Recently Microsoft has released a Windows 10 IoT Core preview image to run on the Raspberry Pi 2 allowing us to build Windows 10 Universal Apps running on the Raspberry Pi 2. Connect the Raspberry Pi 2 to a breadboard using the GPIO and we can build all kind of devices. This article describes how a series of leds can be driven by using the 74HC595 shift resister circuit. We won’t go into the details on how to setup your device, more information about setting up your device can be found on the Windows Internet of Things (IoT) website. https://dev.windows.com/en-us/iot

What is a Shift Resistor

A shift register is a device that allows additional inputs or outputs to be added to a microcontroller. This is accomplished by converting data between parallel and serial formats. A microprocessor communicates with a shift register using serial information, and the shift register gathers or outputs information in a parallel (multi-pin) format. Shift registers come in two basic types, either SIPO, Serial-In-Parallel-Out, or PISO, Parallel-In-Serial-Out. This article will focus on the 74HC595 which is SIPO type and is useful for controlling a large number of outputs. The PISO type is good for gathering a large number of inputs, like buttons. Shift registers are often used for the purpose of saving pins on a microcontroller. Every microcontroller has a limited number of pins for general inputs and outputs (GPIO).

How does it work

The shift register can be controlled using 3 GPIO pins only.
574px-SN74HC595-pinout

SDI
(Serial) Input for the next pin that gets shifted in.

SRCLK
(Serial Clock) When this pin is pulled high, it will shift the register.

RCLK
(Register Clock) Needs to be pulled high to set the output to the new shift register values, this must be pulled high directly after SRCLK has gone LOW again.

Writing a byte in which each bit will control one output (Qx) will contain 8 writes followed by a serial clock pulse to shift the register. When the register is setup correctly, a clock pulse to the register clock will enable the new output values (Qa – Qh).

The prototype

Setup the breadboard according to the picture shown below.

The code

Start a new Background Application (IoT) and replace the StartupTask with the code. If you decide to rename your task, make sure you also change the name of the task in the Package.appxmanifest. Add a reference to the Windows IoT extensions for the UWP and set the platform to ARM.

    public sealed class StartupTask : IBackgroundTask
    {
        private GpioPin PinSDI;     // Serial Digital Input
        private GpioPin PinRCLK;    // Register Clock
        private GpioPin PinSRCLK;   // Serial Clock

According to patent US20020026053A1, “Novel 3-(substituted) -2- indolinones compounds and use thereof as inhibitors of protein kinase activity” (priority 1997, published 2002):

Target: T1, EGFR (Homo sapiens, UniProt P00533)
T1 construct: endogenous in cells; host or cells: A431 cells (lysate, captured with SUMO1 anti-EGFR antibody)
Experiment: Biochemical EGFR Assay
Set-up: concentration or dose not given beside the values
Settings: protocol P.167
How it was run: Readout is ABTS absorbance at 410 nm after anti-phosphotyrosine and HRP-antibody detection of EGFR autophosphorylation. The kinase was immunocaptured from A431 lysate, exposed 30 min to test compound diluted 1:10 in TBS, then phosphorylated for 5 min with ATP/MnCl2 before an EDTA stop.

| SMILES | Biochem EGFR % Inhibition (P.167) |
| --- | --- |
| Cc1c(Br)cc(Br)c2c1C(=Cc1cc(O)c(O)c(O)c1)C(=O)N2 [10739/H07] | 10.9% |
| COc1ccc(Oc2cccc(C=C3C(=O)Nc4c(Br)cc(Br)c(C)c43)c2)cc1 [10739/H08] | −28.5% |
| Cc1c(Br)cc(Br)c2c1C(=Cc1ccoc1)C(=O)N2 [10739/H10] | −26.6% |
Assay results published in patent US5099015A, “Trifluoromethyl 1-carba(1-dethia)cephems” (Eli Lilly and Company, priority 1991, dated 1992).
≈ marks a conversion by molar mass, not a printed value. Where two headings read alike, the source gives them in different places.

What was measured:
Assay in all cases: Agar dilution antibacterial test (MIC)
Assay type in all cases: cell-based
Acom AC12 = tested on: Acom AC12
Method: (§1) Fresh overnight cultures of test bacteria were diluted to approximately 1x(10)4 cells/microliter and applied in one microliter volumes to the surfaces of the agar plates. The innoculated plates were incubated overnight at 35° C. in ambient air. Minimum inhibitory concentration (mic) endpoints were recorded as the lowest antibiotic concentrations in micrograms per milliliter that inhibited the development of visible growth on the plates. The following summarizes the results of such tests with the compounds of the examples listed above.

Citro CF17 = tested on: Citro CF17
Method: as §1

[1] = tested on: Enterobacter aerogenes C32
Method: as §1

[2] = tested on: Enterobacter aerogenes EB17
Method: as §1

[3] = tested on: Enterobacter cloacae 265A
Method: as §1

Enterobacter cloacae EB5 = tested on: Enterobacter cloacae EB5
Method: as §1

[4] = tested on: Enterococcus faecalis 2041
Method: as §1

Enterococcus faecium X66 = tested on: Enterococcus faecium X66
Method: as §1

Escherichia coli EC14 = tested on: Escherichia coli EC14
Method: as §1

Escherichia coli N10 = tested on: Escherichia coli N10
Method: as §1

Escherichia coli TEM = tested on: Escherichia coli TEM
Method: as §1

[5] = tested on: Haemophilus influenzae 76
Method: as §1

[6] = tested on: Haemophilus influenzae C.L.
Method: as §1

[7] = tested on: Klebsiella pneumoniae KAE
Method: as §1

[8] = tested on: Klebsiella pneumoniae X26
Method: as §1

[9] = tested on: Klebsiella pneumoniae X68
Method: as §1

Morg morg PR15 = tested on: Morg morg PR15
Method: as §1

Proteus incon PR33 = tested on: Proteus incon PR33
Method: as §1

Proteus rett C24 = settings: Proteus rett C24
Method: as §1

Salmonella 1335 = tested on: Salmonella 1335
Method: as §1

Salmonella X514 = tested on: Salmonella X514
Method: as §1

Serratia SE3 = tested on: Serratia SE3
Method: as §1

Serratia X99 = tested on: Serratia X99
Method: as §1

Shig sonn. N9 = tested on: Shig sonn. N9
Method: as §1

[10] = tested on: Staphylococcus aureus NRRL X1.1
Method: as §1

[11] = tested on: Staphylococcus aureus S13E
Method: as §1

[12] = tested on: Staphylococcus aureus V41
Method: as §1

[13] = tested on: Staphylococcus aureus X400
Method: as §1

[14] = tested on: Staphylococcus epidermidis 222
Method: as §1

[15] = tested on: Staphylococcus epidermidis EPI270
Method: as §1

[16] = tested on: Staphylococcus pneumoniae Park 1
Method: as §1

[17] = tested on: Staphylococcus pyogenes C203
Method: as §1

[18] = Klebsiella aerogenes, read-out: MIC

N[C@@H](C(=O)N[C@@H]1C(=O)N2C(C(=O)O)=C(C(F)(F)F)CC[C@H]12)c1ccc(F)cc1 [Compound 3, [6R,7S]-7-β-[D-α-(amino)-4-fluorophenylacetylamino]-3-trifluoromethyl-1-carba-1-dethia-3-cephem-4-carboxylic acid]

public async void Run(IBackgroundTaskInstance taskInstance)
        {
            var deferral = taskInstance.GetDeferral();
            try
            {
                await DoWork();
            }
            finally
            {
                deferral.Complete();
            }
        }

        private async Task DoWork()
        {
            var LED = new byte[] { 0x01, 0x02, 0x04, 0x08, 0x10, 0x20, 0x40, 0x80};

            var gpio = GpioController.GetDefault();

            // setup the pins
            PinSDI = gpio.OpenPin(22);
            PinSDI.SetDriveMode(Windows.Devices.Gpio.GpioPinDriveMode.Output);

            PinRCLK = gpio.OpenPin(18);
            PinRCLK.SetDriveMode(Windows.Devices.Gpio.GpioPinDriveMode.Output);

            PinSRCLK = gpio.OpenPin(27);
            PinSRCLK.SetDriveMode(Windows.Devices.Gpio.GpioPinDriveMode.Output);

            // initialize the pins to low
            PinSDI.Write(GpioPinValue.Low);
            PinRCLK.Write(GpioPinValue.Low);
            PinSRCLK.Write(GpioPinValue.Low);

            // main loop
            while (true)
            {
                // flow the leds
                foreach (var led in LED)
                {
                    SIPO(led);
                    PulseRCLK();

                    await Task.Delay(50);
                }

                // make the leds flash
                for (var i = 0; i < 3; i++)
                {
                    SIPO(0xff);
                    PulseRCLK();
                    await Task.Delay(100);
                    SIPO(0x00);
                    PulseRCLK();
                    await Task.Delay(100);
                }
                await Task.Delay(500);

                // flow the leds in reverse order
                foreach (var led in LED.Reverse())
                {
                    SIPO(led);
                    PulseRCLK();

                    await Task.Delay(50);
                }
            }
        }

        // Serial-In-Parallel-Out
        void SIPO(byte b)
        {
            for (var i = 0; i < 8; i++)
            {
                PinSDI.Write((b & (0x80 >> i)) > 0 ? GpioPinValue.High : GpioPinValue.Low);
                PulseSRCLK();
            }
        }

        // Pulse Register Clock
        void PulseRCLK()
        {
            PinRCLK.Write(GpioPinValue.Low);
            PinRCLK.Write(GpioPinValue.High);
        }

        // Pulse Serial Clock
        void PulseSRCLK()
        {
            PinSRCLK.Write(GpioPinValue.Low);
            PinSRCLK.Write(GpioPinValue.High);
        }
    }

The result